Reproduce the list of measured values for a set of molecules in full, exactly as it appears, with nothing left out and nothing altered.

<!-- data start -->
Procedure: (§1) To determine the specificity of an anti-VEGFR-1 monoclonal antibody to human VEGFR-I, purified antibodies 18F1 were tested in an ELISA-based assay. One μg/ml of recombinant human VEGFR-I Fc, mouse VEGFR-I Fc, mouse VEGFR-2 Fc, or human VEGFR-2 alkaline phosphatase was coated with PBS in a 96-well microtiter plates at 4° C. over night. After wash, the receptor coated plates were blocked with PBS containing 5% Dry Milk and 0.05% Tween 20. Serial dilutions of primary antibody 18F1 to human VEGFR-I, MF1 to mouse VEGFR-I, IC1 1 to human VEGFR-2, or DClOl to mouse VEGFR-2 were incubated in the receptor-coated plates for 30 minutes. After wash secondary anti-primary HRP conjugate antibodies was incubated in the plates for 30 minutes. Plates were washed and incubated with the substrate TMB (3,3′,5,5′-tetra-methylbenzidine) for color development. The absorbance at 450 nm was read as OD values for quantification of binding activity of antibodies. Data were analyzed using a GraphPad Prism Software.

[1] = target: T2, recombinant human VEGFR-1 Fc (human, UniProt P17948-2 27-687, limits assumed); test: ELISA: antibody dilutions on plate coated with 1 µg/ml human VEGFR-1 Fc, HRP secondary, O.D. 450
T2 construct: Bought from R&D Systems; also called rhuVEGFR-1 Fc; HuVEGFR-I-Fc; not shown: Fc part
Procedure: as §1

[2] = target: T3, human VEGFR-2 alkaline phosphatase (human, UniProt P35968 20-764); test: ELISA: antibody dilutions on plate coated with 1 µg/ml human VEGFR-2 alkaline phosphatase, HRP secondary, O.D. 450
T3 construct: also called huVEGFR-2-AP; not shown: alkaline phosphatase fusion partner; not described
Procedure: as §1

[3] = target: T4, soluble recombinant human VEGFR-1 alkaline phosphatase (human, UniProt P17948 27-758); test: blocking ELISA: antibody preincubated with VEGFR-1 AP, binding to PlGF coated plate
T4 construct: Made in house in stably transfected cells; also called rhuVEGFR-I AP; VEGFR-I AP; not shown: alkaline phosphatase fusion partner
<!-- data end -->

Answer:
Procedure: (§1) To determine the specificity of an anti-VEGFR-1 monoclonal antibody to human VEGFR-I, purified antibodies 18F1 were tested in an ELISA-based assay. One μg/ml of recombinant human VEGFR-I Fc, mouse VEGFR-I Fc, mouse VEGFR-2 Fc, or human VEGFR-2 alkaline phosphatase was coated with PBS in a 96-well microtiter plates at 4° C. over night. After wash, the receptor coated plates were blocked with PBS containing 5% Dry Milk and 0.05% Tween 20. Serial dilutions of primary antibody 18F1 to human VEGFR-I, MF1 to mouse VEGFR-I, IC1 1 to human VEGFR-2, or DClOl to mouse VEGFR-2 were incubated in the receptor-coated plates for 30 minutes. After wash secondary anti-primary HRP conjugate antibodies was incubated in the plates for 30 minutes. Plates were washed and incubated with the substrate TMB (3,3′,5,5′-tetra-methylbenzidine) for color development. The absorbance at 450 nm was read as OD values for quantification of binding activity of antibodies. Data were analyzed using a GraphPad Prism Software.

[1] = target: T2, recombinant human VEGFR-1 Fc (human, UniProt P17948-2 27-687, limits assumed); test: ELISA: antibody dilutions on plate coated with 1 µg/ml human VEGFR-1 Fc, HRP secondary, O.D. 450
T2 construct: Bought from R&D Systems; also called rhuVEGFR-1 Fc; HuVEGFR-I-Fc; not shown: Fc part
Procedure: as §1

[2] = target: T3, human VEGFR-2 alkaline phosphatase (human, UniProt P35968 20-764); test: ELISA: antibody dilutions on plate coated with 1 µg/ml human VEGFR-2 alkaline phosphatase, HRP secondary, O.D. 450
T3 construct: also called huVEGFR-2-AP; not shown: alkaline phosphatase fusion partner; not described
Procedure: as §1

[3] = target: T4, soluble recombinant human VEGFR-1 alkaline phosphatase (human, UniProt P17948 27-758); test: blocking ELISA: antibody preincubated with VEGFR-1 AP, binding to PlGF coated plate
T4 construct: Made in house in stably transfected cells; also called rhuVEGFR-I AP; VEGFR-I AP; not shown: alkaline phosphatase fusion partner